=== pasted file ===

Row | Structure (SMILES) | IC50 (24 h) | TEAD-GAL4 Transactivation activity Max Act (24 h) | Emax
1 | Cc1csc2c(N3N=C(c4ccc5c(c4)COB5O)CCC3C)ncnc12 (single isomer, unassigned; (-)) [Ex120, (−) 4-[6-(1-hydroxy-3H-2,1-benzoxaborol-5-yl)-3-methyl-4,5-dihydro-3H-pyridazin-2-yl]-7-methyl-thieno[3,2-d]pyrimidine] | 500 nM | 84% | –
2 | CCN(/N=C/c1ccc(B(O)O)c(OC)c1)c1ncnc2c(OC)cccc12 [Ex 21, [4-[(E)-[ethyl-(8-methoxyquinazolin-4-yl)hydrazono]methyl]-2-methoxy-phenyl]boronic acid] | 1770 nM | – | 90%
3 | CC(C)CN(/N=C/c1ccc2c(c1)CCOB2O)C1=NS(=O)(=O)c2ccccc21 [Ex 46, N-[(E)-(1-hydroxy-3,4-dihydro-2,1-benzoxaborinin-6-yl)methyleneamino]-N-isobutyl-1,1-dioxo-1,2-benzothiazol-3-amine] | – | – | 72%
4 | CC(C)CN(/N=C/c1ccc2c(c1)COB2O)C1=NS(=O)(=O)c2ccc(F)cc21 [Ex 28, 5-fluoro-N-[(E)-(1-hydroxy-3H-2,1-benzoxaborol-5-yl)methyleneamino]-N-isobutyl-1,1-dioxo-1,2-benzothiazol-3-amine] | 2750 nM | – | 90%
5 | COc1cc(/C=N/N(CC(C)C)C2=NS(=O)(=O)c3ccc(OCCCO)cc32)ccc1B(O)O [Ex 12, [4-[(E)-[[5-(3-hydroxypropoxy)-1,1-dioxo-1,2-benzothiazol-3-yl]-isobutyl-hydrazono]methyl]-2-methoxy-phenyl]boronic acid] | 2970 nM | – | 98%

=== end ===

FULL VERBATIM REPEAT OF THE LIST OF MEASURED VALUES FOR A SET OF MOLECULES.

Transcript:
Row | Structure (SMILES) | IC50 (24 h) | TEAD-GAL4 Transactivation activity Max Act (24 h) | Emax
1 | Cc1csc2c(N3N=C(c4ccc5c(c4)COB5O)CCC3C)ncnc12 (single isomer, unassigned; (-)) [Ex120, (−) 4-[6-(1-hydroxy-3H-2,1-benzoxaborol-5-yl)-3-methyl-4,5-dihydro-3H-pyridazin-2-yl]-7-methyl-thieno[3,2-d]pyrimidine] | 500 nM | 84% | –
2 | CCN(/N=C/c1ccc(B(O)O)c(OC)c1)c1ncnc2c(OC)cccc12 [Ex 21, [4-[(E)-[ethyl-(8-methoxyquinazolin-4-yl)hydrazono]methyl]-2-methoxy-phenyl]boronic acid] | 1770 nM | – | 90%
3 | CC(C)CN(/N=C/c1ccc2c(c1)CCOB2O)C1=NS(=O)(=O)c2ccccc21 [Ex 46, N-[(E)-(1-hydroxy-3,4-dihydro-2,1-benzoxaborinin-6-yl)methyleneamino]-N-isobutyl-1,1-dioxo-1,2-benzothiazol-3-amine] | – | – | 72%
4 | CC(C)CN(/N=C/c1ccc2c(c1)COB2O)C1=NS(=O)(=O)c2ccc(F)cc21 [Ex 28, 5-fluoro-N-[(E)-(1-hydroxy-3H-2,1-benzoxaborol-5-yl)methyleneamino]-N-isobutyl-1,1-dioxo-1,2-benzothiazol-3-amine] | 2750 nM | – | 90%
5 | COc1cc(/C=N/N(CC(C)C)C2=NS(=O)(=O)c3ccc(OCCCO)cc32)ccc1B(O)O [Ex 12, [4-[(E)-[[5-(3-hydroxypropoxy)-1,1-dioxo-1,2-benzothiazol-3-yl]-isobutyl-hydrazono]methyl]-2-methoxy-phenyl]boronic acid] | 2970 nM | – | 98%